The statutory license provision related to cable/satellite transmissions has been under attack by the CR Office for quite some time.  However, should Congress ever phase out this portion of the Copyright Act, it could mean that the copyright owners will be able to earn more for licensing their content, but that would mean the consumer will ultimately pay the price. 

Tuesday, November 1, 2011

Occupy Wall Street is a Hot Intellectual Property

                Three groups recently filed trademark applications for the term "Occupy Wall Street" with the United States Patent and Trademark Office ("USPTO").  Primarily, the three entities/parties seek to trademark the name for use on clothing items--although they are seeking to use the name on other types of merchandise.  Two leaders of the movement who handle the finances for the movement (Occupy Wall Street aka Friends of Liberty Park GA) ("OWS"), an Arizona-based company, Fer-Eng Investments, LLC ("Fer-Eng") and a New York individual (Diane Maresca) ("Maresca") all filed applications for trademark registration.  According to some accounts, Fer-Eng appears to be a shell corporation for a family trust.  Supposedly, the trustees of the family trust belong to the 1% that Occupy Wall Street movement targets. 
                Reading between the lines, it seems as if Fer-Eng Investments, LLC believe they found an opportunity to obtain and exploit an asset like the OCCUPY WALL STREET trademark.  It is unclear whether Maresca is in anyway affiliated with OWS or the Occupy Wall Street movement.  However, both the Fer-Eng and Maresca's applications are intent-to-use applications--meaning that neither of these applicants are actually using the trademark on its goods in interstate commerce.  Our trademark law gives precedence to those who are first to use the mark in interstate commerce.  Of course, trademark law hedges a bit by allowing a person to file a trademark application based on an intent to use the trademark in interstate commerce and using the filing date to establish priority over others who use or intend to use the mark at a later date.  An interesting plot twist is that the Maresca filed her intent-to-use application on October 18, 2011, while Fer-Eng and OWS filed their applications on October 24, 2011 with OWS' application being submitted about 50 minutes before Fer-Eng's.  OWS's application claims that it began using the mark in interstate commerce for at least some of its listed goods around September 17, 2001 and first used the mark anywhere on July 1, 2011.  It appears as if OWS will ultimately win this battle, but it will be an interesting battle to monitor.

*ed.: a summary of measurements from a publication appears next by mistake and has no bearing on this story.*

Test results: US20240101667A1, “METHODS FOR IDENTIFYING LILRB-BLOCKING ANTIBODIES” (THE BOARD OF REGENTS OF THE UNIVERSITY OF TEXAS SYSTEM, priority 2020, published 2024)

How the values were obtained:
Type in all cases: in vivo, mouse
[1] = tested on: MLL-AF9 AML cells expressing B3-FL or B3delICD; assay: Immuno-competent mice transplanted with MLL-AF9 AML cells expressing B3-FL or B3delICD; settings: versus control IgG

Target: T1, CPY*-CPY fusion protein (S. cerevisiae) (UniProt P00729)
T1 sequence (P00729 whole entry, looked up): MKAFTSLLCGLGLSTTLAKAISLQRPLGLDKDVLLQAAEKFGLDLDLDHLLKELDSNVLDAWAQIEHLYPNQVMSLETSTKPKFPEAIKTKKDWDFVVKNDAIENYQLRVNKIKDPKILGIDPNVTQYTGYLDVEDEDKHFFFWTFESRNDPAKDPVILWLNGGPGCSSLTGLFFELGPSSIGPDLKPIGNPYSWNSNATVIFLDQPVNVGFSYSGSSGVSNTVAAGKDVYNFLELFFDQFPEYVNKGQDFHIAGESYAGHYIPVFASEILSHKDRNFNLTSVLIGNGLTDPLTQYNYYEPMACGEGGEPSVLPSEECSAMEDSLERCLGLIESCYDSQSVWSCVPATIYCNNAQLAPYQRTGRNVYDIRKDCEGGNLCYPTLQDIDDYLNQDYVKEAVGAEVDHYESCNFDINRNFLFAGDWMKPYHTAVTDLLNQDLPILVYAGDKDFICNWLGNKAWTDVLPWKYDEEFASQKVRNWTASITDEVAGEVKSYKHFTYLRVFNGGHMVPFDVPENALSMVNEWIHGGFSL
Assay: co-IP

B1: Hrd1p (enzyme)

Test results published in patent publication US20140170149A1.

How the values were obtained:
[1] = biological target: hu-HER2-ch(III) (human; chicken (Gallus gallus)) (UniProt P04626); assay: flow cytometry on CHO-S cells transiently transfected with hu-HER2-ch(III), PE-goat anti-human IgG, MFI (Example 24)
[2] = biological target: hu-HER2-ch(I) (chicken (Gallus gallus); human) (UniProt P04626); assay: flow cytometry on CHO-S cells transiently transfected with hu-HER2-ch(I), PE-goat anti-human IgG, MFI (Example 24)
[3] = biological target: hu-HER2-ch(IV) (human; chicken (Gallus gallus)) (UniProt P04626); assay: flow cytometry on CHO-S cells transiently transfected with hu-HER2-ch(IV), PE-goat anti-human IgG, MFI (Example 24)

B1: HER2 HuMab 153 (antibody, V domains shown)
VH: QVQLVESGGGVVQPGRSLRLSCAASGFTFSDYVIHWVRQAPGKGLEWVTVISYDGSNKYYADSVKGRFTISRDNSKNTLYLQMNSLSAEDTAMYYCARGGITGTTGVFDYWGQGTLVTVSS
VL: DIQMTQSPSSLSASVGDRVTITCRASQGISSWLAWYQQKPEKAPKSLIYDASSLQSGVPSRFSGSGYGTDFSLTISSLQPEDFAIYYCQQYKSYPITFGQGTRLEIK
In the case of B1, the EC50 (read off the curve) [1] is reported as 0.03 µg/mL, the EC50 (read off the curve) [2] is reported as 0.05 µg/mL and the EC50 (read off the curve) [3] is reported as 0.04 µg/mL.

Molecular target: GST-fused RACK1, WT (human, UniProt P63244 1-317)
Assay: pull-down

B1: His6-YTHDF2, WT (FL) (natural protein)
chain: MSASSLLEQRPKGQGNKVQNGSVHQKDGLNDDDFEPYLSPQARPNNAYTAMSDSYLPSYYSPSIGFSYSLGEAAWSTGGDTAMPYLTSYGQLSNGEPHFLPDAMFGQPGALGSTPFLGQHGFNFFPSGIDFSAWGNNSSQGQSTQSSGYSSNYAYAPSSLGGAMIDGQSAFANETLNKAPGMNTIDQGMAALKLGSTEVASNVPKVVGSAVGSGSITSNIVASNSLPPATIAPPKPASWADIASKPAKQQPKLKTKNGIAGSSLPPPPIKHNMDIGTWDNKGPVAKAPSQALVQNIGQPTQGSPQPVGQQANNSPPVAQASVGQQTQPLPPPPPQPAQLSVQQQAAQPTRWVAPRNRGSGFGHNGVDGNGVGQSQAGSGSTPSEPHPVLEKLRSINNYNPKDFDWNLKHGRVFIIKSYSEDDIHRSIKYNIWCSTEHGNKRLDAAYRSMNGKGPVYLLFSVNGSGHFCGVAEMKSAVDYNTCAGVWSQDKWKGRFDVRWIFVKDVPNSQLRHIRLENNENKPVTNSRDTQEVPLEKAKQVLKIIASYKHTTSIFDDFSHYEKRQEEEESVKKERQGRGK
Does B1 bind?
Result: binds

With intellectual property becoming more valuable, it is no wonder that there will be several entities seeking to capitalize on such events.  See my earlier blog regarding the company essentially hijacking the San Francisco's Giants' trademark.  This is just another reminder that you should be more proactive and vigilant in protecting your intellectual property rights.  It is always a good idea to conduct an intellectual property audit on a regular basis to ensure that you are protecting all of your or your company's assets.